Non destructive testing methods for integrity determination of concrete structures

University dissertation from Luleå : Luleå tekniska universitet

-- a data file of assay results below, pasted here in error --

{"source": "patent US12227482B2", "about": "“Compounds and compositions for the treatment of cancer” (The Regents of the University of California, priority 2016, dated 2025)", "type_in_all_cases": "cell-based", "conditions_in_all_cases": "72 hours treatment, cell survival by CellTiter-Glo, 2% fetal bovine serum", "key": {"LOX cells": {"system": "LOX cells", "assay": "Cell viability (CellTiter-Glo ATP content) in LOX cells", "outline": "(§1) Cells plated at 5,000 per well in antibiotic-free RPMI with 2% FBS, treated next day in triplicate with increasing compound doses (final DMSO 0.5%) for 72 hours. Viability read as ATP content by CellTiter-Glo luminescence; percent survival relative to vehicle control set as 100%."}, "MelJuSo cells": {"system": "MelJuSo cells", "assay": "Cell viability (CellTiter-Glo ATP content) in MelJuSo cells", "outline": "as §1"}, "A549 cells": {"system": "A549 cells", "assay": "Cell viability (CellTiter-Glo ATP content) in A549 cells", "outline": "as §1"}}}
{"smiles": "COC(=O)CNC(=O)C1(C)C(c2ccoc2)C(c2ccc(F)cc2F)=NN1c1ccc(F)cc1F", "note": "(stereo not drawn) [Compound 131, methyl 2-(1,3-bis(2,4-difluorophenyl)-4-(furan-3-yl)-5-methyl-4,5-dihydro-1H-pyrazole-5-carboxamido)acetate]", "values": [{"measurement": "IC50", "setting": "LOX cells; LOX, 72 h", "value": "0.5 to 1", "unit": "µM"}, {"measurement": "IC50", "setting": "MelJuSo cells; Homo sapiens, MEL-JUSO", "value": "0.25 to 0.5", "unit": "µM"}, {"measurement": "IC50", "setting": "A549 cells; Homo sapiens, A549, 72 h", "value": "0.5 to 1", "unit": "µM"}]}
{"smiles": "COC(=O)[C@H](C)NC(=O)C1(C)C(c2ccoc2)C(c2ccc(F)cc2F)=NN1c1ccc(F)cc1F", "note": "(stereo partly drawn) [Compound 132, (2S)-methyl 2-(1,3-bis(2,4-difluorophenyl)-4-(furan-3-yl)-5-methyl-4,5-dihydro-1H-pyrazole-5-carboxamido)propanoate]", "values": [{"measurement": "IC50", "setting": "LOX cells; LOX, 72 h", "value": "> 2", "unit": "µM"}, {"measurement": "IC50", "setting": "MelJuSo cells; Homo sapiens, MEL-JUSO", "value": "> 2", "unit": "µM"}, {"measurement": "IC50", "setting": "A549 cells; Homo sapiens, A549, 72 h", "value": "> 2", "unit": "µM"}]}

Abstract: The ageing of concrete structures can be a threat to human safety as well as being a huge economical factor in the near future. Lifetime prediction and damage assessment of concrete structures will be a growing part of infrastructure planning. Thus the field of Non Destructive Testing (NDT) of concrete structures is an important part of the future in civil engineering. A substantial amount of Ground Penetrating Radar (GPR) data has been measured on concrete structures to define some of the limiting factors that prevent GPR from being used more extensively in connection with NDT of concrete. A Ramac CU2- GPR system with three sets of high frequency antennas has been used to collect data. The main difficulties found in concrete GPR surveys are: limiting depth penetration; large amount of spurious signals causing difficulties when interpreting the data; significant low frequency "noise" blurring the appearance. A concrete test block containing various reinforcement-meshes and cable ducts situated at different depths was constructed. The result of the initial GPR study on the test block showed that the resolution of an 800MHz antenna was poor and that there was a need for a better understanding of the ray paths involved. To explore the ray paths involved one of the GPR antennas was split into a separate transmitting, Tx and receiving, Rx antenna and the electronics were modified to transmit energy at a higher frequency. Initial measurements also suggested that the varying properties of different concrete structures have a significant influence on the response and thus complicate comparison between structures. To overcome this negative influence of the varying properties a simulation tank was built. The matrix used to simulate concrete was a mixture of rapeseed oil, water and table salt. During measurements in the simulation tank it was found that a surprisingly large portion of the energy in the radar wave is transmitted through the reinforcement mesh. The result suggests that ground penetrating radar should be more successful than measurements on real concrete structures has indicated. Part of this difference is likely to be caused by complex ray paths in the concrete that distorts the received data and makes it difficult to interpret. One of these ray paths was found when measuring on a single reinforcement bar, which produced a "ghost" hyperbola situated at the bottom interface of the simulation-tank. This ghost response could have the shape of a "double" hyperbola or a horizontally stretched hyperbola depending on the geometry and permittivity of the host medium. The simulation tank also revealed that the antenna used has two perpendicular polarisation directions. The additional polarisation will have a huge influence on the measured response in concrete measurements since concrete structures involves linier targets such as reinforcement bars and cable ducts. From the measurements done it is clear that there is a need to use different antenna configuration, particularly the in-line mode, as well as different antenna offset when measuring on reinforced concrete. Measurements on real world structures suggest that GPR can be successful but the technique should be applied with caution due to its sensitivity of host environment.

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